1 large loaf
You know what's even better than bread from fresh-milled wheat? No-knead wheat bread, that's what! Now you can grind the wheat and make the bread the easy way. If you mix the dough at 9 pm, shape it at 7 am the next day, it ought to be out of the oven by 9am - plenty of time for it to cool and be ready to slice later in the day.
  • 245 g wheat berries (I used hard white wheat)
  • 1 3/4 cup PLUS 1 tablespoon water at room temperature
  • 362 g bread flour (higher protein) or all-purpose flour
  • 2 1/4 teaspoons salt
  • 1 1/2 teaspoons instant yeast

I know that some readers will cringe at my ingredients list. I mix weight in grams, volume in cups and tablespoons, what the heck? In my kitchen, I use what’s handy, and what works. Sure, I could have weighed the water on the same scale I used for the wheat and flour – but I don’t, usually, so I didn’t here. Stay with me, okay? Just try this no-knead wheat bread — I think you’ll love the loaf.

 

weigh and grind the wheat

Let’s start with the wheat! I use a Mockmill grain mill that attaches to my stand mixer, and it grinds the flour right into the mixing bowl. I’ve found it most useful to record the weight of the wheat berries I use and grind them all into flour, then continue. Accordingly – weigh the wheat, put the berries into the hopper, and grind “fine”.

 

add all other ingredients and mix

Add the bread flour (if you’ve no bread flour, use all-purpose), salt, yeast, and water. Stir the ingredients together to make a sticky dough. Work all the flour into the mixture. If you use the stand mixer, you’ll need a dough hook, but the dough is a little slack for that to work really well. I tend to mix by hand using my trusty dough whisk.

 

let rise 8-12 hours

Cover the dough with plastic wrap or waxed paper, and let rise at room temperature 8-12 hours. (Typically, I’ll put the dough together after supper, and let it rise overnight.) It will bubble and rise quite a bit, so make sure you’ve got a bowl that’s large enough! A 5 quart bowl should do nicely.

 

turn out and shape dough

Lightly grease your baking pot (see note below on equipment). Turn out the dough onto a lightly floured surface, and fold it a few times. Shape the dough into a smooth round ball, and put it, smooth side up, into the pot. Cover and let rise at room temperature for 1 hour to 1 1/2 hours. The dough should become puffy and fill the pan about half-full.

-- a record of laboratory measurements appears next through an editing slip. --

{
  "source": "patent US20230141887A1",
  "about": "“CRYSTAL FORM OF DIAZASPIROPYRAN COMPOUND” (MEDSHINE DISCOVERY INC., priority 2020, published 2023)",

slash loaf, cover, and bake

When the dough is ready, slash the loaf in a tic-tac-toe or hashtag pattern. You may find it easier to slash without shredding or pulling the dough if you sprinkle just a little bit of flour over the top first. Put the lid on the pot and put the pot into a cold oven. Now set the oven temperature to 450˚F.

Bake the bread for 45-50 minutes, then remove the lid and continue to bake another 5-10 minutes, until the bread is well browned, and an instant-read thermometer stuck right into the middle of the loaf registers at least 200˚.

 

let the bread cool

Remove the bread from the oven and from the pot, and let it cool on a rack. Don’t even try to slice it before the loaf is cool; warm bread will just tear.

Pro tip: if you’ll want to eat some bread fresh from the oven, then form the dough into 2 loaves: the main one, plus a little ping-pong ball sized ball of dough. Bake the smaller one in its own little lidded pot (this is a great use for one of those tiny cocottes). It will cook faster, of course, so you can be eating your hot bread dripping with butter and honey even sooner, and still save the big handsome loaf for the family.

 

a note on equipment

I use a lidded clay baker from Emile Henry for my round loaves; I find that putting the bread and clay baker into a cold oven is the easiest way to achieve a great crust. You can use any 9 to 10-inch round 4-inch deep covered pot: one that’s thick and retains heat well will give you the best results.

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